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Workers at GM's plant in Oshawa, Ontario, staged a sit-down strike after the company rejected plans to keep the plant open.

General Motors Canada and Unifor have announced a plan to convert elements of the Oshawa Assembly plant into an arts-making operation, saving some 300 manufacturing jobs, and vehicle test center for autonomous and advanced vehicles.

The “Transformation Agreement” between GM and Unifor, the union representing Canadian autoworkers, apparently will end the sometime bitter dispute that began in November 2018 when GM announced plans to shutter the Oshawa plant permanently, ending more than 100 years of car making on the site just outside Toronto.

The dispute about Oshawa led a brief sit-down strike inside the factory earlier this year and Unifor attacking GM for abandoning Canada through a series of ads including one that ran on the highly rated Canadian telecast of the Super Bowl. GM countered the brief strike and the ads with lawsuits.

“By maintaining a footprint in Oshawa, and keeping the plant intact, we save hundreds of jobs and this gives us the ability to build and create new jobs in the future. We are in a much better position than we were five months ago when the plant was closing,” said Jerry Dias, Unifor National president, who attacked GM on Twitter about the shutdown and for reneging on an earlier deal to keep the plant open.

(Rock star Sting joins protest against GM Oshawa closure. Click Here for the story.)

Unifor President Jerry Dias is pleased with the new deal with GM that will save 300 jobs at Oshawa.

GM, meanwhile, pointed to its commitment to maintain operations in Canada, a not insubstantial market where it had been losing ground during the dispute with Unifor.

“This transformation plan is very significant as it positions Oshawa for a sustainable future,” said GM Canada President and Managing Director Travis Hester. “This agreement maximizes the support for our people and their families, and further secures Oshawa as a key in developing vehicles of the future at our new test track.”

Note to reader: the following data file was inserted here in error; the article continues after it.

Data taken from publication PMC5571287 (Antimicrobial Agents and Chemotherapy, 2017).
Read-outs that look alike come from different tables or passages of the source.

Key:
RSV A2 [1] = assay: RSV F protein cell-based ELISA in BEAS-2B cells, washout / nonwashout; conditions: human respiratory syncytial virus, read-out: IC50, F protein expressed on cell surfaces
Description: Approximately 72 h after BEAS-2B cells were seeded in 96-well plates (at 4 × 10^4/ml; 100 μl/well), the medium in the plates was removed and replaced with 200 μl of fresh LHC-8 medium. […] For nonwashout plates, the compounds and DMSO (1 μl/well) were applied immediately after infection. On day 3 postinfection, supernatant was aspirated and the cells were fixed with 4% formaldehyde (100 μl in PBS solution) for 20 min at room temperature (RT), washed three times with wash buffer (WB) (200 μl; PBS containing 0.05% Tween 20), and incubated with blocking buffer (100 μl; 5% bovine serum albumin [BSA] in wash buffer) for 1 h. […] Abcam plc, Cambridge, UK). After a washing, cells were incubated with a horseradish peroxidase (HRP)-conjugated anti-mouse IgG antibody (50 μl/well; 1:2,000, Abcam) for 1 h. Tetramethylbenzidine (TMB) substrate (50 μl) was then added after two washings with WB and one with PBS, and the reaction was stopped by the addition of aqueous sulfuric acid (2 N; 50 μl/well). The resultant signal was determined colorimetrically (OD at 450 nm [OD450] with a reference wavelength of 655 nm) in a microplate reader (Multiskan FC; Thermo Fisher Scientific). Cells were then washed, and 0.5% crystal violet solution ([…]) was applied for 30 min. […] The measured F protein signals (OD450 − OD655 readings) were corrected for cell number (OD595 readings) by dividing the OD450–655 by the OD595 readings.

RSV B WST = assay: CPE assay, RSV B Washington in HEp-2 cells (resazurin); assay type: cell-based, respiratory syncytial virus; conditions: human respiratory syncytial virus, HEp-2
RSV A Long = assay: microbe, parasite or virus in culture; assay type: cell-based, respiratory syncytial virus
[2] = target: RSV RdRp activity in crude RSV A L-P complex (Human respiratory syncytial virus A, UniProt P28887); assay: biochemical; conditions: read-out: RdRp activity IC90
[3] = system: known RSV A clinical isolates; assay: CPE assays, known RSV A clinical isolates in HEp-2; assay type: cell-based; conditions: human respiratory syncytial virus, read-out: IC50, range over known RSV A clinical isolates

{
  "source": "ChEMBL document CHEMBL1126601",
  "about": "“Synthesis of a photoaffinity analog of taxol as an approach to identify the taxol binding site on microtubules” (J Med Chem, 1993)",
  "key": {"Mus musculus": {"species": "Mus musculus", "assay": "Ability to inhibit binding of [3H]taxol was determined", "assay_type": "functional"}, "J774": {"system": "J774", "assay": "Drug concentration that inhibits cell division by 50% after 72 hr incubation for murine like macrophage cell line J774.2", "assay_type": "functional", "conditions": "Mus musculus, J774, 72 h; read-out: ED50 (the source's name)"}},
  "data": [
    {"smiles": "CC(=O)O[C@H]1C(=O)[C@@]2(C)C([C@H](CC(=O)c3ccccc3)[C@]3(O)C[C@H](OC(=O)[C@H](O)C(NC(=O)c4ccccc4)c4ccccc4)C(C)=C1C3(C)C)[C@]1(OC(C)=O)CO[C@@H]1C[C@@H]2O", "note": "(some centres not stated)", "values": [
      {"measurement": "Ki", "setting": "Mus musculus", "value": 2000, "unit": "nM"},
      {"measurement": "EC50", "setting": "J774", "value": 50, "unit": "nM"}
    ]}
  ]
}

The agreement between GM and Unifor calls for the automaker to invest in excess of C$170 million to support a transition of operations at the plant from vehicle assembly to one focused on stamping, related sub-assembly, and other miscellaneous activities for GM and other auto industry customers.

GM also will convert part of the Oshawa Plant property into a test track for autonomous and advanced technology vehicles – further expanding the capability of GM’s Canadian Technical Centre (CTC) in Ontario.

(Click Here for details about Oshawa workers walking out on strike.)

The new deal will save 300 jobs at Oshawa.

The new business will retain 300 Oshawa jobs with the potential to grow and generate significant additional jobs in the coming years, as the business attracts new customers. About 1,400 Oshawa workers will face displacement as the plants phases out operation.

GM Canada will offer special relocations to an unspecified number of Oshawa employees for jobs at some of its other Ontario operations. It also will offer enhanced retirement packages to retirement-eligible Oshawa Assembly employees including vouchers toward the purchase of new GM vehicles, a benefit that will support both retiring employees and GM dealerships in Durham Region and surrounding areas.

As part of the transition plan for other GM Oshawa Assembly employees. GM will offer retraining and financial support for all qualified Oshawa Assembly hourly employees seeking new employment.

A “Jobs Action Centre” will be opened in June 2019, in Oshawa to enable employees to plan now for future career opportunities outside GM following the end of Oshawa vehicle production in December 2019.

(Unifor plans to advertise GM boycott with Super Bowl ad. Click Here for the story.)

GM also intends to donate the three-acre Fenelon Park and the 87-acre McLaughlin Bay wildlife preserve to the City of Oshawa for the permanent benefit of all its citizens.

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